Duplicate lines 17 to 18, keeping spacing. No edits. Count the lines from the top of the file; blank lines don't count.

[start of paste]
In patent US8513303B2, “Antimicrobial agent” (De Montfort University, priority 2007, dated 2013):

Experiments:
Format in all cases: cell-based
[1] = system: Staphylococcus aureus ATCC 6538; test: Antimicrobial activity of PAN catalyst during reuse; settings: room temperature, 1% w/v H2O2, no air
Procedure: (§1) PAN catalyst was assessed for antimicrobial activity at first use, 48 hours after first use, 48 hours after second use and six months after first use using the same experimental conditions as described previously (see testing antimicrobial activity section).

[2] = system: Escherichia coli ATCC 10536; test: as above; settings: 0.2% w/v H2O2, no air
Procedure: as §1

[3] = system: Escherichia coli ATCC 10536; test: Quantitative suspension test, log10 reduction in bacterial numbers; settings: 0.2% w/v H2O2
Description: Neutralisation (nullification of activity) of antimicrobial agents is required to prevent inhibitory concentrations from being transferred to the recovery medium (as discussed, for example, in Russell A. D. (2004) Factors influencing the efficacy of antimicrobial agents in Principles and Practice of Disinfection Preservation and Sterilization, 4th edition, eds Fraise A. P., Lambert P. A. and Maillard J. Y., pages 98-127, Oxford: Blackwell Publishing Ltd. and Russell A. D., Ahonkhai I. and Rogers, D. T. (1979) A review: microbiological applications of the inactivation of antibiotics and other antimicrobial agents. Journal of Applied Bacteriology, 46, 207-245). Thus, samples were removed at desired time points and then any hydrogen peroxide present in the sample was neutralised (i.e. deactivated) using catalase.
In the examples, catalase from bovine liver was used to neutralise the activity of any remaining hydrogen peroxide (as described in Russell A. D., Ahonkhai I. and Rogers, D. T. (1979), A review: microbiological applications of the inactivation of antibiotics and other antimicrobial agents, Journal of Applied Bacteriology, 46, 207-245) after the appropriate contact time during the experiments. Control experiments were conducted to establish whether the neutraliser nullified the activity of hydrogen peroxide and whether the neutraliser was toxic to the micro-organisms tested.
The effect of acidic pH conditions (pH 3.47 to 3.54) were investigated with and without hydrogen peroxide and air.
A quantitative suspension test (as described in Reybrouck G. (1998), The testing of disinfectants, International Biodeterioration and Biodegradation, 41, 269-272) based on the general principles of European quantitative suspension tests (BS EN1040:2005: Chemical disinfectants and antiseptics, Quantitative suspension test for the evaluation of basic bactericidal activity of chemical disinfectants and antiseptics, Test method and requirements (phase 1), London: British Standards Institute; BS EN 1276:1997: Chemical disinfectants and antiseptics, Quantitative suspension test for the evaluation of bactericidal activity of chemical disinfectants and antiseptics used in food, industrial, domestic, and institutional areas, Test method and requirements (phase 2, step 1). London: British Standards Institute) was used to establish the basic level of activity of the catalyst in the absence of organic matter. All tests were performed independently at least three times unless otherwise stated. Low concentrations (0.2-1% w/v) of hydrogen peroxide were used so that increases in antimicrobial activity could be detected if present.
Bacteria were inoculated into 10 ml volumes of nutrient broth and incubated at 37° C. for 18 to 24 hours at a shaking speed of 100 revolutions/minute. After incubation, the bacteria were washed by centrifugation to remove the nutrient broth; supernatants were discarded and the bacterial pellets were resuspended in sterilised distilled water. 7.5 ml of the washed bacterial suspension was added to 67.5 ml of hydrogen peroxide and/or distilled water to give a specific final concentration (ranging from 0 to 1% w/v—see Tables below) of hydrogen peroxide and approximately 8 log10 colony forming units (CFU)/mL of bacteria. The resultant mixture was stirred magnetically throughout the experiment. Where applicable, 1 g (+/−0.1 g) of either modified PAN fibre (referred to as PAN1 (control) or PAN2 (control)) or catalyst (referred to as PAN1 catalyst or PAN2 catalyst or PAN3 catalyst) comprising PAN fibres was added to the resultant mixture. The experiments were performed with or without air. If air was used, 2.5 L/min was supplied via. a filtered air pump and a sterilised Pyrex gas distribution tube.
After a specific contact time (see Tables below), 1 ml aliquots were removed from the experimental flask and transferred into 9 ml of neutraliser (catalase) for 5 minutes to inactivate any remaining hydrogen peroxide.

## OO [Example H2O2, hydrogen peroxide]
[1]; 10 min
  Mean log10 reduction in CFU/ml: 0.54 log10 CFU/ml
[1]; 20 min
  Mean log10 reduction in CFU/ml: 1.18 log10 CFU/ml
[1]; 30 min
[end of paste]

  Mean log10 reduction in CFU/ml: 0.54 log10 CFU/ml
[1]; 20 min